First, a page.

Everyone loves the part of the hero’s journey where our protagonist accepts the “call to adventure” and “crosses the threshold” from “the ordinary world” into “the extraordinary world.”
It’s engaging. It’s hopeful. It pushes the plot forward.
But we can’t forget about the challenges and struggles that come next.
For new freelance writers:
You may have started off with a couple of great clients, but now you have to turn your passion into a sustainable writing business.
So, what’s the skill that enables a terrific content marketer and copywriter to offer premium services?
Before you click away, disappointed that I brought up something as practical and boring as time management, hear me out. My intent is not to poop on your party.
In fact, it’s the exact opposite.
When our freelance-writer heroes accept calls to adventure to cross over into the extraordinary world, they still need to be equipped with the real-world abilities that make their service businesses possible.
And part of that transformation involves balancing client work with their own marketing and marketing education.
Time management is the core of your strong business and content strategy, because how you spend your time directly affects the:
- Health of your business
- Types of clients you attract
- Value you have to offer those clients
You don’t get anointed a freelance writer and then get to sit back and eat bonbons while clients who pay competitive rates flock to you.
The challenges and struggles of the hero’s journey exist for a reason: They help you and your business grow.
Use these five tips to navigate those obstacles in the extraordinary freelance writing world on your way to becoming a well-paid content writer.
1. Treat your business like … a business
Successful freelance writers establish the healthy boundaries all businesses (and especially service businesses) need.
Working extremely long hours every day of the week might seem exciting at first, but it always leads to burnout.
And when you’re burned out, you only have scraps of energy to offer new clients who might want to work with you at that time. You may even be so absent-minded that you forget to invoice your existing clients on time, which can be a strain on your cash flow.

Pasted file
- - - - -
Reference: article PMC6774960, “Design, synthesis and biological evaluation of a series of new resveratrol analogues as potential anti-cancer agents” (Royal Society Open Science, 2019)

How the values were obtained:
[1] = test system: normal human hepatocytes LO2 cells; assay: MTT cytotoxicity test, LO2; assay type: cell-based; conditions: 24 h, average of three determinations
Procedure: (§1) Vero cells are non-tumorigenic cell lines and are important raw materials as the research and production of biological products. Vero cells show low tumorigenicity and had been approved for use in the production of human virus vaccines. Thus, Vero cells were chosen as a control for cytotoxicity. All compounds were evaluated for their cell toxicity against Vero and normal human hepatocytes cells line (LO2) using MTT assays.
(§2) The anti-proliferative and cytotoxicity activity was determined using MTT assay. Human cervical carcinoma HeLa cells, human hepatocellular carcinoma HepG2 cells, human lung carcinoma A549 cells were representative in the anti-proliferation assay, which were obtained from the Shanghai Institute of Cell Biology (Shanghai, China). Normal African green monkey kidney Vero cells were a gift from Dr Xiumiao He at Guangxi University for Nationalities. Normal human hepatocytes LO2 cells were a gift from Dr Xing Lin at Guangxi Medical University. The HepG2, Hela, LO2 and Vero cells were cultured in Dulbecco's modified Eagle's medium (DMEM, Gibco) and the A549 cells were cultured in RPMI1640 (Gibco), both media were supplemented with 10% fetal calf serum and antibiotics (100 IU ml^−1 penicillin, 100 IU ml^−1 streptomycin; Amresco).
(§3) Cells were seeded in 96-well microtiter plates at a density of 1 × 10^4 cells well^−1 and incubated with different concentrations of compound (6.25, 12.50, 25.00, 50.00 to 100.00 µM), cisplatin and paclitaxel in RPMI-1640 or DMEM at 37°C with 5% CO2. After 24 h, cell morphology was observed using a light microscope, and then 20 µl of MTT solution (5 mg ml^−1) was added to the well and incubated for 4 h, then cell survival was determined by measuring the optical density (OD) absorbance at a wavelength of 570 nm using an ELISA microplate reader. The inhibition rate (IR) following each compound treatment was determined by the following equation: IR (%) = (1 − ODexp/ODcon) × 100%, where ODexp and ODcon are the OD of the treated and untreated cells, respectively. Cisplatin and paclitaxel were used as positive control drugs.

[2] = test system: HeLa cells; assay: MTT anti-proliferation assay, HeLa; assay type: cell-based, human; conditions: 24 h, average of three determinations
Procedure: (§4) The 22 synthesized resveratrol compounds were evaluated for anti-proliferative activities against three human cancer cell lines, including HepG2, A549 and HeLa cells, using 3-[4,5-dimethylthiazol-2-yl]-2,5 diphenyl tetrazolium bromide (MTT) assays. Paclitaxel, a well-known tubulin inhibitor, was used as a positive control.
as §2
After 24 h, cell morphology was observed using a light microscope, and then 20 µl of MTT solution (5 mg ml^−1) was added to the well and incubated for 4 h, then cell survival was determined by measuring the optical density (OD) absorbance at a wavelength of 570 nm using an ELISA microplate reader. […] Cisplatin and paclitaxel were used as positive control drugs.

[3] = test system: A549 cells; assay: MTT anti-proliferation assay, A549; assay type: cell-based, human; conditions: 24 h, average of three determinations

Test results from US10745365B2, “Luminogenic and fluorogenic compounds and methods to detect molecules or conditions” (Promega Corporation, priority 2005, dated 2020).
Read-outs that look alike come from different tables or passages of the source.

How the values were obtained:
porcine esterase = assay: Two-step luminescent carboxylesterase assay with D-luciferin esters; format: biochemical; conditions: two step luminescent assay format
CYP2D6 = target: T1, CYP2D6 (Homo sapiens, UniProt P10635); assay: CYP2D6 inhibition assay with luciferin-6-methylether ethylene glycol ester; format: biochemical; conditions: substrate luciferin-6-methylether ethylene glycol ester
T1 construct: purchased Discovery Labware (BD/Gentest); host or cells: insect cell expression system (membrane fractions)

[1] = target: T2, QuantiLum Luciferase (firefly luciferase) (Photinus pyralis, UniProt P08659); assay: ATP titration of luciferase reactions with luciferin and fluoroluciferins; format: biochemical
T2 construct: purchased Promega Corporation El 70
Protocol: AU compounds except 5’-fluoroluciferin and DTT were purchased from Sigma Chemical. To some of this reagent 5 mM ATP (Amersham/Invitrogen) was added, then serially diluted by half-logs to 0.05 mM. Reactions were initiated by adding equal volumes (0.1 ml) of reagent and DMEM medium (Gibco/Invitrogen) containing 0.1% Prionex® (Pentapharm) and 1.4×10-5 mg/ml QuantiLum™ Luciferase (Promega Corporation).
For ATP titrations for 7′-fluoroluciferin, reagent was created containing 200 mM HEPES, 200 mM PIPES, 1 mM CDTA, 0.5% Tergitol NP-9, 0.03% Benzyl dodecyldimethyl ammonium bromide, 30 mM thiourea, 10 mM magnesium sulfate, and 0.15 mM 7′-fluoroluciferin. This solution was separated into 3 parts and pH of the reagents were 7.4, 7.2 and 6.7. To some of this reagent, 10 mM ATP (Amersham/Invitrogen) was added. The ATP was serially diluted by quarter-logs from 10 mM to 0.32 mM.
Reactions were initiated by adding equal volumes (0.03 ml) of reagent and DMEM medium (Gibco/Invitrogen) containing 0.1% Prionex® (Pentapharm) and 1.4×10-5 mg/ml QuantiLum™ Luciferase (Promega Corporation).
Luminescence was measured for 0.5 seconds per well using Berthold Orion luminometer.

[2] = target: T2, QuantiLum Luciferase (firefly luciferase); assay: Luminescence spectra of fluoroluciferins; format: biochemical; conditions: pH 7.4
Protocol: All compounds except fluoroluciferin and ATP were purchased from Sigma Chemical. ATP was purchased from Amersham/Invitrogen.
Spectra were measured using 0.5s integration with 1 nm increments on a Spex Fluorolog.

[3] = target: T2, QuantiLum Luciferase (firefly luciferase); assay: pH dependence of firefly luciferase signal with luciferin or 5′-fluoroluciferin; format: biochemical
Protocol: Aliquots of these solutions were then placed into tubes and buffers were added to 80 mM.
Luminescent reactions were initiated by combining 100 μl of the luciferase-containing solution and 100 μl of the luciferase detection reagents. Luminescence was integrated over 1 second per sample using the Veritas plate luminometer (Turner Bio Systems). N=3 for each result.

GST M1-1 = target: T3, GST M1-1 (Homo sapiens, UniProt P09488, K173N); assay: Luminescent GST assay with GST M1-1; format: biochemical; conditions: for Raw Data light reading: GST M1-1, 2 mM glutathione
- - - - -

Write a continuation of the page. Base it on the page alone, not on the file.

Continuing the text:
To avoid those unfortunate scenarios, schedule your work and leisure hours. Creative people know the uncanny benefits of spending time away from work.
2. Market to the right prospects
A part of your work time needs to be dedicated to marketing your own business.
One of the reasons why freelancers often experience the “feast or famine” cycle is because they overbook themselves with client work and don’t have time to market themselves.
If you only spend time serving current clients, when you finish those projects you won’t always have new prospects on the horizon.
It might seem scary to turn down extra work because you need to set aside time for your own marketing, but it’s an important step in building a long-term healthy business.
3. Carve out time for learning
Another part of your work time should be dedicated to your own marketing education.
To stand out as a well-qualified content marketer in the sea of freelance writers, you have to offer something special.
Staying on top of both the expertise clients need and smart marketing trends helps you present your services as the only reasonable choice.
By now you’ve probably noticed that I wasn’t kidding when I mentioned time management above.
Freelance writers with strict work schedules and fierce discipline are the ones ahead of the curve.
4. Get to know your topic better every day
This is a branch of your marketing education.
While you might aim to work your way through a premium online course over time, there are other ways you can learn every day.
Create your own free marketing curriculum by narrowing down the top publications in your niche and studying them as if they were paid products.
5. Practice like an artist
Your communication skills enable you to be an intelligent marketer.
When you continually sharpen your writing and editing on your own creative endeavors — such as maintaining your own blog, publishing your own ebooks, or offering your own online training materials — you increase your value as a service provider.
Prospective clients like to see the quality of the projects you independently produce.
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